By William Markiewicz


Who has use for them?

1) Popular celebrities, like stars and socialites. "Un-popular" celebrities like scientists, philosophers, writers, artists usually don't care for paparazzi nor paparazzi for them.

2) The profit-making machine (media). As for the consumers, meaning the large public, they ignore the paparazzi. They are interested only in the finished product, mostly photos, just as they purchase manufactured products without being concerned about the anonymous producers. The difference is that photos delivered by paparazzi are not a manufactured product but highly individual pieces, comparable rather to the hunter's trophy.

Paparazzi are not nice people; they are not paid to be nice. They are entangled in the conflict of interest between stars and the media. The stars want celebrity combined with privacy; they want to have their cake and eat it too. The media and the consuming public want the most shocking stories and photos possible so the paparazzi have to know how to swim and keep their shirts dry. As the law gets tough on the paparazzi it may mean a slow decline for tabloids because nobody wants to buy a never-ending series of pictures of smiling stars posing with their pets and their families. So a new industry may arise; half-shadey sites on the internet. Scoops may be replaced by something between the scoop and snuff. And as sites are under practically nobody's control, hunters for shocking photos may become manufacturers of shocking photos. It is so easy to fix any head with any body and let the paid models do what the site owner wants the celebrity to do. With the decline of tabloids a time may come when celebrities will long for the good old days when their privacy was a little bit abused but could be protected by a little bit of care on their own part. Yes, you cannot fondle publicly when you are a celebrity but isn't this a price worth paying for rising above the anonymous crowd?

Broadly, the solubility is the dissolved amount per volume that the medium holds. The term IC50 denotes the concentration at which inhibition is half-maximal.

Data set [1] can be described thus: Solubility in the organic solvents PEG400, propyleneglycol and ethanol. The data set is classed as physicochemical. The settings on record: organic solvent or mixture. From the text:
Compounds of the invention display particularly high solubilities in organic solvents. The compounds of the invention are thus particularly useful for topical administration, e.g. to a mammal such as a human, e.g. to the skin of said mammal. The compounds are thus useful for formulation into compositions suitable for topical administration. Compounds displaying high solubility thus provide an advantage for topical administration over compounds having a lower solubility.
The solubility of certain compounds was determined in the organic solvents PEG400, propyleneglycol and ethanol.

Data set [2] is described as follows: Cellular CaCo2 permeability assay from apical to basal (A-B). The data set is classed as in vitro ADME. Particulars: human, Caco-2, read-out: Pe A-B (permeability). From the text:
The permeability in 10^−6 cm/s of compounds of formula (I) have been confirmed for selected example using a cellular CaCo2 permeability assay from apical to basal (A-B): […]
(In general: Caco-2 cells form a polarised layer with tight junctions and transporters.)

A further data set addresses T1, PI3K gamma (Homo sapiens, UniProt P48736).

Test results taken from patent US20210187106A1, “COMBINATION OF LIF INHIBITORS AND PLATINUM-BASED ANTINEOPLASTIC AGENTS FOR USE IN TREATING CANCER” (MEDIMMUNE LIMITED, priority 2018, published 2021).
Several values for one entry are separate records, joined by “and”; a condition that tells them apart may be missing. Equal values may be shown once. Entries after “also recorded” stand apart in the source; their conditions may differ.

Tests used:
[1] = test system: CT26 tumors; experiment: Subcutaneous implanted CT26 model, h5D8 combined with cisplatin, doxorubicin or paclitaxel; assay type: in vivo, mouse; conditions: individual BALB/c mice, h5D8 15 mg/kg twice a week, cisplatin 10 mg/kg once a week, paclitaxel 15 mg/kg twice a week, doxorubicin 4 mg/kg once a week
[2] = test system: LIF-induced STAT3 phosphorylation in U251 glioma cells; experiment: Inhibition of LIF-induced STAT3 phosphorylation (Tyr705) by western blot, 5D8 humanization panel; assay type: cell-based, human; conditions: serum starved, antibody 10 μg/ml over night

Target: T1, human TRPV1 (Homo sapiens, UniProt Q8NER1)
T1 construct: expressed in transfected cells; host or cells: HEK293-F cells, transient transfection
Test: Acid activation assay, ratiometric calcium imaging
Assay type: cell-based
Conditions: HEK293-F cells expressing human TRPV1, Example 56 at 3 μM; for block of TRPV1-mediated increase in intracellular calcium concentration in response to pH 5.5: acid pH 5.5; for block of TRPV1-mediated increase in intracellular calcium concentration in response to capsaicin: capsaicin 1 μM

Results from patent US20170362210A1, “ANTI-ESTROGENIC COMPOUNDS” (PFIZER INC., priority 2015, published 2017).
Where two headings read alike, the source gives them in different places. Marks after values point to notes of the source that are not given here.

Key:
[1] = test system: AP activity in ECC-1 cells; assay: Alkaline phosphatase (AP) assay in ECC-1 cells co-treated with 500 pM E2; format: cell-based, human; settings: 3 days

Damocles' Sword

Talleyrand said, "It's more than a crime, it's a mistake." So, according to this view, crime is crime when it's confined to the victim and it becomes a mistake when the consequences go beyond the victim.

The West, represented by Bush, was certain that it could watch the disintegration of Communist countries from a safe distance, treating them as a laboratory and according them help with an eye dropper while giving them humiliating advice with strings attached. After all, the old school, transcending political systems and in defiance of the Global Village, divides the world into geo-political-economic blocs. Russia, communist or not, remains on the "other side" and whatever happens is their own business.

A few weeks ago, the news was that 30 nuclear luggage-size bombs were missing from the Russian arsenal. Now let's see if the terrorists who perhaps bought them will respect the world's division into blocs when they decide to make use of them.

The Russian Army was proud and uncorrupted until their officers were obliged to sell their blood to blood collection centers in order to nourish their families.

Likud and Hamas United Against Peace

Albright and Netanyahu strongy pressured Arafat to curb terrorism and he replied that nobody can achieve 100% results. With this argument he waved their words away like flies buzzing around his ears. Of course he cannot achieve 100% results, especially if Netanyahu pours fuel on the flames and requires Arafat to be the fireman.

In the times of Rabin and Peres, Hamas was dying and the peace process flourished. Then, an Israeli equivalent of Hamas killed Rabin and the Israelis rejected Peres and elected the anti- peace Likud. In this way they blocked the peace process, resurrecting Hamas. In a televised interview, anonymous Israelis declared that they voted for Likud because "security is more important than peace." How did they want to achieve this security without peace? By scaring kamikazes? Now, instead of getting security independently of the peace process, they are entangled in a vicious circle of vendettas in a whirlpool of blood.

Back to the index of the Vagabond
© Copyright 1997 E-mail to: William Markiewicz
Brought to you with the help of: PD